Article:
have the same outcome if they have the same value (resource) for their
respective earl:outcome properties (e.g., earl:failed, earl:passed...).
However, under the duality, the values cannot be directly compared, as
they could be two different instances of the same subclass (earl:Fail,
earl:Pass...). This greatly obfuscates any SPARQL query on the report.
 
3) The duality introduces confusion on the use of meta-modelling. For
instance, which one of the following is correct?
 
   a) ex:myTestResult1 earl:outcome earl:passed .
   b) ex:myTestResult2 earl:outcome earl:Pass .
 
   In RDF, there is enough syntactic freedom to use any of these
statements. Unfortunately, this freedom makes it more difficult to
compare the results of two tests, because they do not have the same
ontological status. Moreover, the latter option turns into a problem if
the report is to be interpreted as OWL-DL, because it introduces
meta-modelling.
 
Consequently, our suggestion is to drop the five subclasses.
 
CONFORMING REPORTS
******************
 
We have two comments with respect to the Conforming Reports (Section
4.1):
 
1) From our point of view, it is not clear enough how "SHOULD"
requirements are to be interpreted. Which are the precise conditions
under which a report passes or fails a SHOULD requirement? It seems to
us that these kind of requirements have little use in practice, and
consequently, we suggest to drop them.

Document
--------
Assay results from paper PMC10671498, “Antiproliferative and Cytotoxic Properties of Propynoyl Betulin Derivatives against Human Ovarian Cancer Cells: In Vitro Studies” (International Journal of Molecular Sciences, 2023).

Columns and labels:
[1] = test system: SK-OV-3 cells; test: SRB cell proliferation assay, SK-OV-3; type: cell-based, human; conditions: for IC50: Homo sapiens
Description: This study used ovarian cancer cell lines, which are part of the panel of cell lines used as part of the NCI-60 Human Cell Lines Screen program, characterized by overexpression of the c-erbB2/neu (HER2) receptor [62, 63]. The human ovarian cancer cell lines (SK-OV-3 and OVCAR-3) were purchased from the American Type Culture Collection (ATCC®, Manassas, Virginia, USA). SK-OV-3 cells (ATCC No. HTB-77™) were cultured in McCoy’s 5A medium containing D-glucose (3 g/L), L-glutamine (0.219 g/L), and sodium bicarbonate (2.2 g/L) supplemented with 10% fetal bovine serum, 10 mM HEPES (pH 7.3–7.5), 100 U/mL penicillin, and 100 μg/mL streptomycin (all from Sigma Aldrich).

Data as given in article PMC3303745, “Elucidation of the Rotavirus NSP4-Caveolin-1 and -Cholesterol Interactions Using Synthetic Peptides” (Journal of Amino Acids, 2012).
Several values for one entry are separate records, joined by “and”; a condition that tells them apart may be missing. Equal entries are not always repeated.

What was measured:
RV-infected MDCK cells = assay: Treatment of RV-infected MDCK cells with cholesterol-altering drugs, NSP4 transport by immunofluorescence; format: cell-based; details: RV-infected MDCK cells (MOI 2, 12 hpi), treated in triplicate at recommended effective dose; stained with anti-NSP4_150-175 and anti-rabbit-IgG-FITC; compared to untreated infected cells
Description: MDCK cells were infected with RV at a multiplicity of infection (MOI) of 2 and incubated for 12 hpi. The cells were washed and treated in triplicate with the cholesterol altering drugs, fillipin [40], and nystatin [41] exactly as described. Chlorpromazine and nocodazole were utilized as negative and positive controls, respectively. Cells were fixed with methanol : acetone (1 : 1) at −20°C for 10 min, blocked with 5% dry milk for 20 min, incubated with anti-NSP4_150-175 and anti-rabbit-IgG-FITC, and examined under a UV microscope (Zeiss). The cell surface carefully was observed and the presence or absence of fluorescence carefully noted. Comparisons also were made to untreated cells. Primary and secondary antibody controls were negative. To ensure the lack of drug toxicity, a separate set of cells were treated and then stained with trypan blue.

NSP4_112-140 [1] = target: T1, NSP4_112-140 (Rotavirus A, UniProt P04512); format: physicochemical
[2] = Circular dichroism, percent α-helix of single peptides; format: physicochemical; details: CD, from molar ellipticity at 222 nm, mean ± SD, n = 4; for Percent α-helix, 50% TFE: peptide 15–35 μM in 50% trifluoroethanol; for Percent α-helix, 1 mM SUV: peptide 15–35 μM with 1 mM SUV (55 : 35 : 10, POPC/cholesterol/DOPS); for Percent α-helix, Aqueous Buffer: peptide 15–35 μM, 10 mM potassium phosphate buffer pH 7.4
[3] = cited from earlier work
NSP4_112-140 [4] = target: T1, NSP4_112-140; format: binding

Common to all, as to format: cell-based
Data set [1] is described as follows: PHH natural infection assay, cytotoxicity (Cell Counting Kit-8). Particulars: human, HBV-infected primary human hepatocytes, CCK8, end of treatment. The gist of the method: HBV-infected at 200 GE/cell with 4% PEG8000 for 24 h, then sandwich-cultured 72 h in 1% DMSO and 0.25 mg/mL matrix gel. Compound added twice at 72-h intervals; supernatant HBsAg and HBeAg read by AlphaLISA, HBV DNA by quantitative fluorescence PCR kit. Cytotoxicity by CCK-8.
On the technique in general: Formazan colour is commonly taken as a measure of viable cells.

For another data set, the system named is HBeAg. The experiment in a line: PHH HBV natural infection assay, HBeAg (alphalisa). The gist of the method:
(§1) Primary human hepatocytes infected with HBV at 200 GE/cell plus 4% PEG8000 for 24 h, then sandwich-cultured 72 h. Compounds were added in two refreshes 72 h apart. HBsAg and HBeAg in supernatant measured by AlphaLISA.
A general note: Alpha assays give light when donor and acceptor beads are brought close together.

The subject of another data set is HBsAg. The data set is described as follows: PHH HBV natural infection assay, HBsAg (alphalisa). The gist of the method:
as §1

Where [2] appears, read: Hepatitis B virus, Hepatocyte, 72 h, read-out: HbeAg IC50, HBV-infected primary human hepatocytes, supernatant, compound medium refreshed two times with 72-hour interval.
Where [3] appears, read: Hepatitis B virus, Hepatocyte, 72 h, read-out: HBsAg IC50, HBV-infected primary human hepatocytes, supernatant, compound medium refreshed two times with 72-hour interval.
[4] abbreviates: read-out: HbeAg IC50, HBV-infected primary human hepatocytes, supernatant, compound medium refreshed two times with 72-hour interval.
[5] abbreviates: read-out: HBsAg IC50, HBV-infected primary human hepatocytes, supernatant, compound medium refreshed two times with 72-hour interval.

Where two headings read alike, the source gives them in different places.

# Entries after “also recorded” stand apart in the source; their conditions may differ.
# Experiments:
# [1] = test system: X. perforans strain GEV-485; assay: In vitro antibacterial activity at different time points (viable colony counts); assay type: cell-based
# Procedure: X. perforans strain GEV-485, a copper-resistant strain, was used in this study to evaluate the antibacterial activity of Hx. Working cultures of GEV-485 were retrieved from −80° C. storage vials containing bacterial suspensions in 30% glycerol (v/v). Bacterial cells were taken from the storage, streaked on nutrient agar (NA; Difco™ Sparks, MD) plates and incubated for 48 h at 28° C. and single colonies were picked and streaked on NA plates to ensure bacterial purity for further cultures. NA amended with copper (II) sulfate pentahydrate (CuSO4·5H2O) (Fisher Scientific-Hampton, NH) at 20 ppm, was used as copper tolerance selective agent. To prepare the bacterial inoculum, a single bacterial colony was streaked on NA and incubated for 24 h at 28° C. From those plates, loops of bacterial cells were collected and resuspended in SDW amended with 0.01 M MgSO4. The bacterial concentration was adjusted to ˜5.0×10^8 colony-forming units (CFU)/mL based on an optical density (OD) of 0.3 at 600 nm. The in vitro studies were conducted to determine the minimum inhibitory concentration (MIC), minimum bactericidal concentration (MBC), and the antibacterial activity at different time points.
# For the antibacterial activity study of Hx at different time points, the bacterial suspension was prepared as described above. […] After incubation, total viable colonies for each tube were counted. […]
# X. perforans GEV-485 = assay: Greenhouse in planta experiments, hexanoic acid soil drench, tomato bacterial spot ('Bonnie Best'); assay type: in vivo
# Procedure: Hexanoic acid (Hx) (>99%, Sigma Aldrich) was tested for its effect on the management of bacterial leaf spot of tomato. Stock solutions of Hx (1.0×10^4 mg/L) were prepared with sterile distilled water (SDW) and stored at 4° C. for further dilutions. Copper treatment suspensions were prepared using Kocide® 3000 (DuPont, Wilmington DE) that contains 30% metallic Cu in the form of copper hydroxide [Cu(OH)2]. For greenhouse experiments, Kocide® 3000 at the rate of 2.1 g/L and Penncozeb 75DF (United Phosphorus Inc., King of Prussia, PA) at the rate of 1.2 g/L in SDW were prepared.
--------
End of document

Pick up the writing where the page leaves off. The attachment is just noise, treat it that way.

2) It is not clear whether the conformance requirements must take into
account the RDF(S) semantics. For instance, is the following report
valid wrt requirement 2?
 
    ex:assertion rdf:type ex:MyAssertionClass .
    ex:MyAssertionClass rdfs:subClassOf earl:Assertion .
 
Strictly speaking, there isn't any earl:Assertion in the report.
However, RDF(S) Semantics dictate that the triples above entail
(ex:assertion, rdf:type, earl:Assertion), thus making the requirement
pass.
 
We suggest to explicitly clarify whether the RDF(S) entailment rules
must be applied before checking the conformance rules.
 
RDF REPRESENTATION OF EARL
**************************
 
In the RDF description of the EARL ontology, please consider using OWL
constructors such as owl:Class. Note that it is not our suggestion to
drop the RDF/RDFS constructors (such as rdfs:Class), which should be
preserved. Our suggestion is to add the OWL constructors in addition to
the current ones. Using both sets of constructors is harmless and cheap
(it just adds a few triples), but enables both the OWL-aware and the
RDFS-aware applications (graphical ontology editors, reasoners, etc.) to
seamlessly operate with the EARL ontology.

Additionally, please consider adding a direct link to the RDF
description of the EARL ontology from the HTML document. See for
instance the "(rdf)" links at the top of the FOAF HTML document at
http://xmlns.com/foaf/spec/ .

--
Diego Berrueta
R&D Department  -  CTIC Foundation
E-mail: diego.berrueta@fundacionctic.org
Phone: +34 984 29 12 12
Parque Científico Tecnológico Gijón-Asturias-Spain
www.fundacionctic.org
Received on Monday, 25 May 2009 11:57:34 GMT